The Ball

At about ten minutes after eight I strolled over to the Edward VI Recreational Center and Memorial Park. Ten minutes earlier I'd have been nearly on time. Tonight's event was the E6RC&MP annual Halloween Costume Soiree and I was invited. My costume was a little coat and tail number with a tray and extra utensils--a waiter, hard-working and unquestionably polite. My tie snared a bit snug and chapeau possessed a roguish, but never rakish, tilt.

The Pavilion was lit from within by lanterns, jack and otherwise, and a tide of night-folk entered the doorways in turns.

The Corridor Twins came in the same costumes as last year. The elder sister, Kzatrina, appeared as a proud and regal, albeit feathered, victrola. In daring contrast, her sister Eileen had squeezed her rather voluminous form into a sort of dough flattening device. Approving murmurs all around—Dionysian fervor vs. Apollonian Calm (portrayed with maddening clarity by what gossip columnists would eventually call "The platonic ideal of a bakery"). A classic struggle in costume form.

The noise from the ballrooms suddenly doubled. No one was more surprised than the help when the mayor and his wife simply materialized in the foyer of the Lavender Gallery. Their costumes were appropriately managerial. It was supposed that they were a pair of appliances. His honor was especially impressive, resplendent in his rotors, gears, and levers, his head surrounded by latched doors, each with its own toggle switches marked ON, OFF, and UNDECIDED.

The lesser dining rooms were acrawl with disguises. Father Footwidth, the new vicar, stood winged, cross-gartered and unrepentant. Martin vonSchlager, son the stocking magnate, seemed to have attended as "Man Heavily Sedated," a clear homage to the recent medicinal treatments designed to curtail his violent outbursts of serial affection.

Tiring of the occult efforts of the adults, I trotted in my patented "servile stride," to the Hall of Boys. Except for their chaperone, the Countess DeWinter, who came dressed as "Taxation," the children's costumes were a tremendous letdown. What should have been a terrifying array of color, sound, and theme was instead a miniature army of bedsheet ghosts and charcoal faced hoboes. Despite an initial case of shock due to my lifelong fear of transients (stemming from childhood--my father bred and trained them for the vagrant races, a sport now outlawed in most locales) I turned to leave the party, unsatisfied.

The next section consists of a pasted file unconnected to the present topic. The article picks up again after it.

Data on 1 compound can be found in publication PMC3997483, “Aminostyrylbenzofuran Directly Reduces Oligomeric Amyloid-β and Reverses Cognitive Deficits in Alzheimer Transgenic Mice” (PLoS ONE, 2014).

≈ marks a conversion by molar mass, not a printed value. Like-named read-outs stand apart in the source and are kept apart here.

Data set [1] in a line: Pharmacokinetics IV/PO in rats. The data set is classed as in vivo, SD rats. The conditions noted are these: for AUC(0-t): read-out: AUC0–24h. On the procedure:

As I crossed the threshold onto the rear veranda, I beheld the belle of the ball, a vision with a nametag stating simply "Hello, my name is Corinna." I had noticed her earlier being mocked by some of the more refined guests for not having a costume. Upon further interrogation she announced that she was "confusion, with aura of denial." The musicians fell silent and the crowd stood awed and trembling. The lady Corinna fairly bled across the hallway into the Chamber of Antiquated Methods, her stride warm and fluid, her smile triumphant.

Whether I spent an hour, two hours, a day, or longer at the party, I can no longer recall. Whether this is due to the wine (delicious and plentiful), the company (only plentiful), or some form of repressive therapy to which I have been subjected without my consent, I can likewise no longer recall. I have not forgotten everything, however. I manage to hold safely within my thinker a series of lucid, almost photorealistic images.

I also remember parts of my walk after the party. The night was cool, with steady breezes scented uncharacteristically of July. Honey and clover. I walked and thought about the nature of summer-- the underlying chatter of even the most silent summer nights. The hiss of an angry day cooling into evening. I wondered why an autumn night would hide in the clothes of its warmer, and more amiable, cousin. October’s cool, and the breath of July, made my walk an easy one.